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Discussion Starter · #5 ·
Thanks for all the feedback,
Everyone in the house have all participated with obedience training and my children and puppy are always supervised however, any parent knows you can never have eyes on your children 100% of the time. Nobody in the house will play with the pup when he is really exited instead I take him to the backyard to blow off some steam. We do not play tug of war with him and my children definitely do not rough house with him. I will continue to monitor but obviously the safety of my family come first. I am not considering PTS at this point. My wife and I were actually considering finding a new home for him and briefing the potential owner of past incidents of misbehavior. Is this a good option compared to PTS? The pup has a great demeanor/personality 98% of the time it's the 2% that worries us.
 

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Id find a home experienced with this breed and yes breif them on the behaviour you have seen. I have had a pup like this and she was older then yours about 3 months old at the time and showed the same behaviour. I wasnt ready nor set up to deal with it or knew what to do, I placed the dog with my aunt who trains and breeds and has for 30 plus years. She was able to work through it and the dog now over a year old lives happily in a family home with kids. I still get updates from them and no issues ever. Sounds like a stubborn puppy who just needs some work. I would work with a trainer now if this was my situation but you do whats best for your family as you know what you cant and can take on right now. Best of luck.
 

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Yeah the puppy is too young to judge. He is new and growling isn't something in itself to worry about. Pups growl for lots of reasons. I would have a behaviorist come through in addition to the training before making and harsh decision. What's the history of the pup? Do you know the parents?
 

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Puppies go through all sorts of weird stages, my own dog, full grown with hackle up and sound like he's attacking something simply during play.

Growling is NOT a bad thing, I don't care what breed, it's a warning. With a human, if they were in a grumpy mood and didn't want you to bug them would you like them to tell you that? Or let you find out the hard way?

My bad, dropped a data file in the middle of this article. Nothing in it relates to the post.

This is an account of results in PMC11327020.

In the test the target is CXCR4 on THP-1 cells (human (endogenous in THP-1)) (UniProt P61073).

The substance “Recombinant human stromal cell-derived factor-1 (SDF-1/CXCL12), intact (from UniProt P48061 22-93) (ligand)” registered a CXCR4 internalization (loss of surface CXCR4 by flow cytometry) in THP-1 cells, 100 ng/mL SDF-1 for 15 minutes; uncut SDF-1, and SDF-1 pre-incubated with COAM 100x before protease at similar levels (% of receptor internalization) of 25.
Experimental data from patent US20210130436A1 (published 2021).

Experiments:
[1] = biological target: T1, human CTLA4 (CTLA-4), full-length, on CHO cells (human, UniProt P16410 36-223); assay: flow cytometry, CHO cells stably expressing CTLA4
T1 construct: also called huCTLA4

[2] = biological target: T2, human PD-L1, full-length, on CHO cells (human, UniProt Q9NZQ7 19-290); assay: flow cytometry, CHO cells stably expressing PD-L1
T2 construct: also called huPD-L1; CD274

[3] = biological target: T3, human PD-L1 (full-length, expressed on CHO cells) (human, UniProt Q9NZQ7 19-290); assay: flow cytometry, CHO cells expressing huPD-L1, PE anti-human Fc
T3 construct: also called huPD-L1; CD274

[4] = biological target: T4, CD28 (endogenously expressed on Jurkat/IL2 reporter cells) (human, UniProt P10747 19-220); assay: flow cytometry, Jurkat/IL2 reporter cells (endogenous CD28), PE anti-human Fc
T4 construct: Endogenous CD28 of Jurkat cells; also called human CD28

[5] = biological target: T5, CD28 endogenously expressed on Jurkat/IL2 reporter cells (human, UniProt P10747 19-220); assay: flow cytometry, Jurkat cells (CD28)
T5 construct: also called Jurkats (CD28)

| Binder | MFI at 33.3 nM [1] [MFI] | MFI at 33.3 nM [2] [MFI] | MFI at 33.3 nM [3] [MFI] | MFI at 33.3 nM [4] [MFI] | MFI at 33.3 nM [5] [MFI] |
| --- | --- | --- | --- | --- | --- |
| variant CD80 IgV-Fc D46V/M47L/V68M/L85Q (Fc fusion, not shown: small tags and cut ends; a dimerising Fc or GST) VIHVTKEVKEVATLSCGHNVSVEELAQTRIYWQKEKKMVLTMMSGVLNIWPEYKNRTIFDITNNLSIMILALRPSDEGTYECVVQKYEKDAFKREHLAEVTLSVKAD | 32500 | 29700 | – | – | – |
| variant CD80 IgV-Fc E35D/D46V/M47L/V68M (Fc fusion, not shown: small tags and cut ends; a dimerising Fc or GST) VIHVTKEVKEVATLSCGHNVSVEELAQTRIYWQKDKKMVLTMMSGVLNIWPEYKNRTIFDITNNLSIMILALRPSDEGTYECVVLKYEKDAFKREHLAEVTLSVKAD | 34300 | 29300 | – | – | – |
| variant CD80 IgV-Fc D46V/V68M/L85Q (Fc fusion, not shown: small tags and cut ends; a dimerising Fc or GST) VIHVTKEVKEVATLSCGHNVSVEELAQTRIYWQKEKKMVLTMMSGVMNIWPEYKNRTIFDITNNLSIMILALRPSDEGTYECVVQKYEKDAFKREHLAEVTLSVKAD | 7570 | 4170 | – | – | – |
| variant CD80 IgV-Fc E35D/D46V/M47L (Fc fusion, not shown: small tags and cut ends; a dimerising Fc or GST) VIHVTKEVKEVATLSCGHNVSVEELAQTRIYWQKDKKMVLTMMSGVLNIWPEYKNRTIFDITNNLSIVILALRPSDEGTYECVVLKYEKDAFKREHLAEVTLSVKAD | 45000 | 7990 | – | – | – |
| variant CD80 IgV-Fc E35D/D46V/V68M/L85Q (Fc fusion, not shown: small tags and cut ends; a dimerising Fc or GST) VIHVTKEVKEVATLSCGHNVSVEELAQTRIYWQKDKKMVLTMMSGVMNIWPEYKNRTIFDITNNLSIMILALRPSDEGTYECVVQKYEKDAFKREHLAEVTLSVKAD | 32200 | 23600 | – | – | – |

Dogs tell us they're uncomfortable with their body language, which the vast majority of dog owners are ignorant to. Then when the dog growls "Hey, knock it off" people freak out and call it aggression. There's nothing wrong with growling, respect your dog and if he is telling you he's being pushed past his boundaries don't blame him if he reacts when you don't listen. We humanize dogs far too much. (this is not a direct response to your incident, it's in general)
Thank your Dog for Growling | Redyre Rottweilers - Quality companions and show dogs since 1988
 

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ive been a dog trainer for 15 years, all i work are aggressive dogs. this dog doesnt need to be put down or rehomed or drugged. its trying to establish dominance. theres a "pecking" order in your pack, youre alpha male, your wife is alpha female, hes wanting to be alpha over your kids. you need to lay him down asap when he pulls that crap, dont say a word, just take advantage of that pressure point under his ear, behind his jaw. there are videos showing how to do this all over the net, or you can pm me and ill give u my number and walk you trough it. doing this when he tries to dominate your kids and he will understand that they too are alpha over him. teach him some tricks, to him its a game, in reality its just another way to control him. my dog sets in front of my door outside and wont come in after his walk until i say so. ive had to lay him down a couple times and hes calmer and more confident after the work i put in. i never hurt them when i lay them down, its amazing how little you have to push, it is a pressure point after all.